Allan Escher isn't getting a funny hat or some crazy buttons for the Republican National Convention. Sure, he wouldn't mind a photo with his party's nominee, Mitt Romney. The Land O'Lakes anesthesiologist gets really excited about the prime networking opportunities at the four-day gala in Tampa.
"I want to connect with Republicans that are in various troubled states where it's got to be tough to be a Republican," he said, ticking off a list of deep-blue states in the Northeast. His mind then wandered to President Barack Obama's home state.
"I want to talk to Republicans in Illinois," he said. "How do they survive?"
Escher, 48, will be attending his first national convention as a "special honored guest." His journey began in February, when he and a dozen others met in Inverness for the chance to represent Florida's 5th Congressional District. After giving a stump speech to party leaders, he was selected as an alternate delegate. "This was not, 'Just sign up and we'll make you a delegate,' " he said.
Growing up in Dallas, Escher learned an appreciation for the free market system and limited government from his dad, a university professor. His three heroes as a kid: Pope John Paul II, Abraham Lincoln and Ronald Reagan.
Escher is what political operatives call a super voter. He registered at 18, and voted in his first presidential election two years later, helping Reagan win in a landslide in 1984. He said he never misses an election. "I'm one of those people that vote in those special elections that nobody votes in," he said.
He's not strictly a political animal. In 2010 he was commissioned as a Kentucky Colonel. He doesn't know exactly why he was picked to be the commonwealth's goodwill ambassador, but he thinks it has to do with his support of Florida's fledgling prescription drug database that was modeled after Kentucky's law.
Only sitting colonels can nominate new members, so last year Escher took the opportunity to invite Kate Middleton. That was four months before she married Prince William in front of 3 billion people and took a grander title: Duchess of Cambridge.
Escher is also a history buff. Shortly after moving here, he joined the Tampa Rough Riders group that commemorates Teddy Roosevelt's cavalry division in the Spanish-American War in 1898. He is also a member of the Krewe of the Knights of Sant Yago.
He received a bachelor's degree at the University of North Texas and earned his medical degree at Kansas City University. After completing a three-year residency at the University of Michigan, he settled in Pasco County in 2001. His wife, Stephanie, is a Tampa native and they have three children: Emily, Laura and Pace.
Escher does most of his anesthesia work at the H. Lee Moffitt Cancer Center in Tampa and Florida Hospital Carrollwood. He also has his own company, Tranquility Anesthesia. He recently stepped down after four years on the Florida Board of Osteopathic Medicine.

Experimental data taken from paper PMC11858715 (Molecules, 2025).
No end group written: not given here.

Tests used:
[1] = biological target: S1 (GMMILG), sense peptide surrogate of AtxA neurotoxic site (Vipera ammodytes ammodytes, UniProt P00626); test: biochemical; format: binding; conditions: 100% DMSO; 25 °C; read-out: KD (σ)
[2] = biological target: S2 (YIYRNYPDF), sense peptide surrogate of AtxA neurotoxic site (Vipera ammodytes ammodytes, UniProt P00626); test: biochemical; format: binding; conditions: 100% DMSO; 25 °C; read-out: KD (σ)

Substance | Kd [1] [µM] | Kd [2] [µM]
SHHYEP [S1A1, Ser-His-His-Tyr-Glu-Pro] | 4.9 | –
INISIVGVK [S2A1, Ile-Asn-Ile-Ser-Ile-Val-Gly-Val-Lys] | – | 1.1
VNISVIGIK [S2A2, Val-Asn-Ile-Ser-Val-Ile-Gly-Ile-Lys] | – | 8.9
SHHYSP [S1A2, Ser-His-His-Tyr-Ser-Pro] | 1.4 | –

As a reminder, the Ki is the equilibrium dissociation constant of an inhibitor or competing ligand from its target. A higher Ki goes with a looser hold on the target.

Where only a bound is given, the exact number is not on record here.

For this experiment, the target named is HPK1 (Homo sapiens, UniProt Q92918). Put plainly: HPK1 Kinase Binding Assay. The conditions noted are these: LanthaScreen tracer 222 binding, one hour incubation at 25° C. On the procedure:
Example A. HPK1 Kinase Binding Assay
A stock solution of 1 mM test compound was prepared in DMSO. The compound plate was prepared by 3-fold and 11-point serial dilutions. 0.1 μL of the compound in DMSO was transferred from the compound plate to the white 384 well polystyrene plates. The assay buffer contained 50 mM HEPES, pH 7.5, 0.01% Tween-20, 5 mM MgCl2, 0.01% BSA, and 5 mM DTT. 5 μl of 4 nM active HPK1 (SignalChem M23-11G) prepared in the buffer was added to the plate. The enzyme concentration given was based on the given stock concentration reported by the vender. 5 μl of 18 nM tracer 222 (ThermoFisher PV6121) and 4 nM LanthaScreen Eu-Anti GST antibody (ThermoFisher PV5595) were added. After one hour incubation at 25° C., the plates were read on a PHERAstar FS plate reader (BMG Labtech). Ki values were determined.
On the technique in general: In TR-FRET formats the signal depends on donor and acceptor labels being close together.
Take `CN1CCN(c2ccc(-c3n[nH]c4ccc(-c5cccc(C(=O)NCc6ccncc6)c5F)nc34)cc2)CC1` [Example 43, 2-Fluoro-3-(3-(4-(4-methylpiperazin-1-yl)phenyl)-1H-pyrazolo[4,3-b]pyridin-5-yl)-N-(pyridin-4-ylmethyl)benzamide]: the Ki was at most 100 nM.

Jose Sarria, the director of pain medicine services at Moffitt, praised Escher's work to shape Florida's prescription database. As the only pain management specialist on Florida's doctor advisory panels, Escher provided detailed information about unscrupulous doctors to legislators and law enforcement.
"When you're looking for bad apples, if you know how the bad apples look and smell, it's a lot easier," Sarria said. "You protect the good apples from being afraid of treating and helping the right people."
In May, he went on his first medical mission trip to Lourdes, France, with the Order of Malta. "I saw a lot of healing, both physically and spiritually," said Escher, who attends St. Timothy's Catholic Church in Lutz.
Such charity work provides a bond with his friend Tammy Denbo, a Tampa lawyer who has been on seven missions to Haiti. She called Escher a "light-hearted, bubbly personality" who gets animated when talking about plans for future trips.
"It's actually very few (professionals) that take the time from their families and careers to do this mission work," she said.
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Until just a week before the convention, Escher was on tenterhooks. Florida's slate of voting delegates was cut from 99 to 50 as punishment for scheduling an early presidential primary in violation of national party rules. Escher was concerned he might not be seated at the Tampa Bay Times Forum.
But on Tuesday party officials announced a compromise. Florida won't get its votes back, but all the delegates will be seated on the convention floor. Non-voting delegates are dubbed honored guests.
Escher's Catholic faith gives him a philosophical belief in universal health coverage. But he's no fan of President Obama's Affordable Care Act, saying the individual insurance requirement oversteps the federal government's limited role.
"There has to be some type of compromise where both parties can ensure some type of coverage for all Americans," he said.
Escher said he and other activists will work like crazy to elect Romney and other Republicans. But after the election, he said both parties must come together to tackle the big problems of the day: creating a sensible tax structure, improving the economy, and providing affordable health care to all Americans.
"We have to work hard for the independent vote," he said. "I want to make sure our party remains relevant. I want it relevant 10 years from now, 50 years from now."
Lee Logan can be reached at firstname.lastname@example.org or (727) 869-6236.